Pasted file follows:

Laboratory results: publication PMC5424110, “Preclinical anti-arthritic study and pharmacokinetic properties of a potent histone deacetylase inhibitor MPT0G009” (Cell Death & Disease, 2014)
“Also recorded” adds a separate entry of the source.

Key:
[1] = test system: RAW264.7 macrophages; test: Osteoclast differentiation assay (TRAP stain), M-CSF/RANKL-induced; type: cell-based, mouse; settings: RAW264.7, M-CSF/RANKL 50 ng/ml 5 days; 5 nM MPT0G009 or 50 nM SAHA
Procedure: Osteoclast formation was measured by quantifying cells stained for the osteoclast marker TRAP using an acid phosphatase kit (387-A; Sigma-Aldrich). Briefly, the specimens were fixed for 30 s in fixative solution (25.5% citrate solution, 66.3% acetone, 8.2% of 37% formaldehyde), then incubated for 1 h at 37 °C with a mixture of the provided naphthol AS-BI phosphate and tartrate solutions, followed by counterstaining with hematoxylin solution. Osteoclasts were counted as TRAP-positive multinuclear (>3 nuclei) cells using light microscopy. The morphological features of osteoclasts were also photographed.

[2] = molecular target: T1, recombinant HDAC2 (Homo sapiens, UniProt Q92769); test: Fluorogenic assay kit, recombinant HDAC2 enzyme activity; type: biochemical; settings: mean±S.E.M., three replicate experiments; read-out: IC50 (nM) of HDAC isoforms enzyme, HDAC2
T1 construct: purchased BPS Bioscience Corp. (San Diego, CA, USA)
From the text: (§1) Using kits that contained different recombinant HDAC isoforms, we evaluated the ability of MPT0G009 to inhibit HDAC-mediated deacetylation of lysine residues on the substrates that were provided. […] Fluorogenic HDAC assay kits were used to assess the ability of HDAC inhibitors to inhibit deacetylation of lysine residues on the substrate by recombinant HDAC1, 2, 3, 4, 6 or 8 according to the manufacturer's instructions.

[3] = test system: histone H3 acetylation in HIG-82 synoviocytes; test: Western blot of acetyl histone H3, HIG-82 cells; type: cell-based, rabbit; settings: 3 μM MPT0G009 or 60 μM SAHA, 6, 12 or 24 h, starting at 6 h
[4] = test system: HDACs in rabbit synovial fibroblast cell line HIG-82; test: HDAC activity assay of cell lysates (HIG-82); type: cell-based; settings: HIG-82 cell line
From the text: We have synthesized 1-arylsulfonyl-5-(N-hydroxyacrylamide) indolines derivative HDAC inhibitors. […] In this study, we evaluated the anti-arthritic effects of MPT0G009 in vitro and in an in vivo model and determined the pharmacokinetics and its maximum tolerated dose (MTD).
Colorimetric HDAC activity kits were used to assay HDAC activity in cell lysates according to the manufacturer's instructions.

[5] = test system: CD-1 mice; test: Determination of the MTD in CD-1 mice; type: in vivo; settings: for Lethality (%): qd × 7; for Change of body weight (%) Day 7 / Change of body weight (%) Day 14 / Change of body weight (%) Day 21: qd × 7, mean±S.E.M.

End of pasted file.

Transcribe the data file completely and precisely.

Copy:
Laboratory results: publication PMC5424110, “Preclinical anti-arthritic study and pharmacokinetic properties of a potent histone deacetylase inhibitor MPT0G009” (Cell Death & Disease, 2014)
“Also recorded” adds a separate entry of the source.

Key:
[1] = test system: RAW264.7 macrophages; test: Osteoclast differentiation assay (TRAP stain), M-CSF/RANKL-induced; type: cell-based, mouse; settings: RAW264.7, M-CSF/RANKL 50 ng/ml 5 days; 5 nM MPT0G009 or 50 nM SAHA
Procedure: Osteoclast formation was measured by quantifying cells stained for the osteoclast marker TRAP using an acid phosphatase kit (387-A; Sigma-Aldrich). Briefly, the specimens were fixed for 30 s in fixative solution (25.5% citrate solution, 66.3% acetone, 8.2% of 37% formaldehyde), then incubated for 1 h at 37 °C with a mixture of the provided naphthol AS-BI phosphate and tartrate solutions, followed by counterstaining with hematoxylin solution. Osteoclasts were counted as TRAP-positive multinuclear (>3 nuclei) cells using light microscopy. The morphological features of osteoclasts were also photographed.

[2] = molecular target: T1, recombinant HDAC2 (Homo sapiens, UniProt Q92769); test: Fluorogenic assay kit, recombinant HDAC2 enzyme activity; type: biochemical; settings: mean±S.E.M., three replicate experiments; read-out: IC50 (nM) of HDAC isoforms enzyme, HDAC2
T1 construct: purchased BPS Bioscience Corp. (San Diego, CA, USA)
From the text: (§1) Using kits that contained different recombinant HDAC isoforms, we evaluated the ability of MPT0G009 to inhibit HDAC-mediated deacetylation of lysine residues on the substrates that were provided. […] Fluorogenic HDAC assay kits were used to assess the ability of HDAC inhibitors to inhibit deacetylation of lysine residues on the substrate by recombinant HDAC1, 2, 3, 4, 6 or 8 according to the manufacturer's instructions.

[3] = test system: histone H3 acetylation in HIG-82 synoviocytes; test: Western blot of acetyl histone H3, HIG-82 cells; type: cell-based, rabbit; settings: 3 μM MPT0G009 or 60 μM SAHA, 6, 12 or 24 h, starting at 6 h
[4] = test system: HDACs in rabbit synovial fibroblast cell line HIG-82; test: HDAC activity assay of cell lysates (HIG-82); type: cell-based; settings: HIG-82 cell line
From the text: We have synthesized 1-arylsulfonyl-5-(N-hydroxyacrylamide) indolines derivative HDAC inhibitors. […] In this study, we evaluated the anti-arthritic effects of MPT0G009 in vitro and in an in vivo model and determined the pharmacokinetics and its maximum tolerated dose (MTD).
Colorimetric HDAC activity kits were used to assay HDAC activity in cell lysates according to the manufacturer's instructions.

[5] = test system: CD-1 mice; test: Determination of the MTD in CD-1 mice; type: in vivo; settings: for Lethality (%): qd × 7; for Change of body weight (%) Day 7 / Change of body weight (%) Day 14 / Change of body weight (%) Day 21: qd × 7, mean±S.E.M.